There are many ways that businesses can be formed and make deals, and it often seems that there are a corresponding number of ways in which businesses can be taxed. Business tax law varies by country, and within each country, sometimes also by state or province. Still, there are some constants. Most businesses, particularly small businesses, evaluate the tax ramifications of their particular jurisdiction before incorporating, and may choose the form of their business — partnership, sole proprietorship, or corporation, for instance — to minimize tax consequences down the line. Understanding the different kinds of applicable business tax law will make tax time easier for a business, and can also help a business plan ahead and make tax-minimizing choices.
All business tax laws are codified in a tax code, and are usually considered facets of civil law. A tax code is the governing tax structure for a specific jurisdiction, and it sets out the rules and applications of the various tax laws. Many tax codes are difficult to understand and apply, and many business owners choose to consult with an attorney specializing in business tax law for help with applying the code and its rules, as well as for tax management advice.
One of the most universal business taxes is income tax. Business income is treated differently than personal income in most places. Even states or countries without a personal income tax often tax business income. Sometimes the income is broken down into net gains or profit, or sometimes it is defined as the raw money coming in. Some business transactions, such as bulk sales, also carry tax consequences. The sale of stock or other asset transfers almost always have consequences in business tax law.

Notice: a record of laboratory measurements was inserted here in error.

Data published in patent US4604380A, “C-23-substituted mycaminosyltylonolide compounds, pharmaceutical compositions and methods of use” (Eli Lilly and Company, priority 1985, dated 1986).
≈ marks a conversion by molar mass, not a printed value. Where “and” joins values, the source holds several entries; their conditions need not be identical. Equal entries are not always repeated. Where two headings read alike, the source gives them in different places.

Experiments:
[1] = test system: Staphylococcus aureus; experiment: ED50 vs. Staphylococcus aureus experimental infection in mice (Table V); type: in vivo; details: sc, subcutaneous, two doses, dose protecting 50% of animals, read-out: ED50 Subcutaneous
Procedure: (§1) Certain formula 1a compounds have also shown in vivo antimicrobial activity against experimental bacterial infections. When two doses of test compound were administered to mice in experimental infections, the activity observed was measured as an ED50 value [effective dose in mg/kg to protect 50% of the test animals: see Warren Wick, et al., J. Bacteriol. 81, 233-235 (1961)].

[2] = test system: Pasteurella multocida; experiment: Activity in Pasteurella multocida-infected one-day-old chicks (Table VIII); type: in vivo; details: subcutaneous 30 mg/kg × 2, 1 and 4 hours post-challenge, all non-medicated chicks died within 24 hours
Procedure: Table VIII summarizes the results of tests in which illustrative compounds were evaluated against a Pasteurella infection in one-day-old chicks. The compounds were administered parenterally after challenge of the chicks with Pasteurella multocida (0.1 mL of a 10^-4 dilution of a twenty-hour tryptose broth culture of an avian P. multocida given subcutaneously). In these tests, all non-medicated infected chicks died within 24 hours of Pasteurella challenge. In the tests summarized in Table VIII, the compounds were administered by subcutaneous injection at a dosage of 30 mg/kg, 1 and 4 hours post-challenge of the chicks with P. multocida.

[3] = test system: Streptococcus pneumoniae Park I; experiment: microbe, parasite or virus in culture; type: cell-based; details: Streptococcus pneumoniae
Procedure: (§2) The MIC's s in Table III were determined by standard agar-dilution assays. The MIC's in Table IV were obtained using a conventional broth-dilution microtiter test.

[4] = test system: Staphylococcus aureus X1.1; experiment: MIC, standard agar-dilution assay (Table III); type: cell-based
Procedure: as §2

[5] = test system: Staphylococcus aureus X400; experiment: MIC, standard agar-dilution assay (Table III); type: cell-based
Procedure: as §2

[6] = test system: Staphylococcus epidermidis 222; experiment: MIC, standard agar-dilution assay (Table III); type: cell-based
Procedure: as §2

Most businesses also have a tax obligation for their employees. Businesses must usually withhold taxes on behalf of employees, and must handle the transfer of that money to the appropriate government tax agency. Businesses are sometimes also taxed based on the manpower they possess, and tax schemes are often graduated based on the number of employees a business keeps on the payroll.
In countries that require businesses to file their own taxes, such as the United States, figuring out which deductions a business can claim makes up another branch of business tax law. Some jurisdictions offer tax breaks and deductions for businesses in certain circumstances, often related to business size or industry. Home-based business set-ups are also usually eligible for some sort of deduction. These deductions do not usually apply automatically, however — a business owner must specifically claim them on the business tax return.
Business tax law sometimes also must be considered by source. Localities may have different taxes and tax schemes than national jurisdictions: a city, for instance, may assess a tax independent of the tax levied by the national government. A business owner is responsible for both knowing the business’s tax liability, and making the payments in a timely way.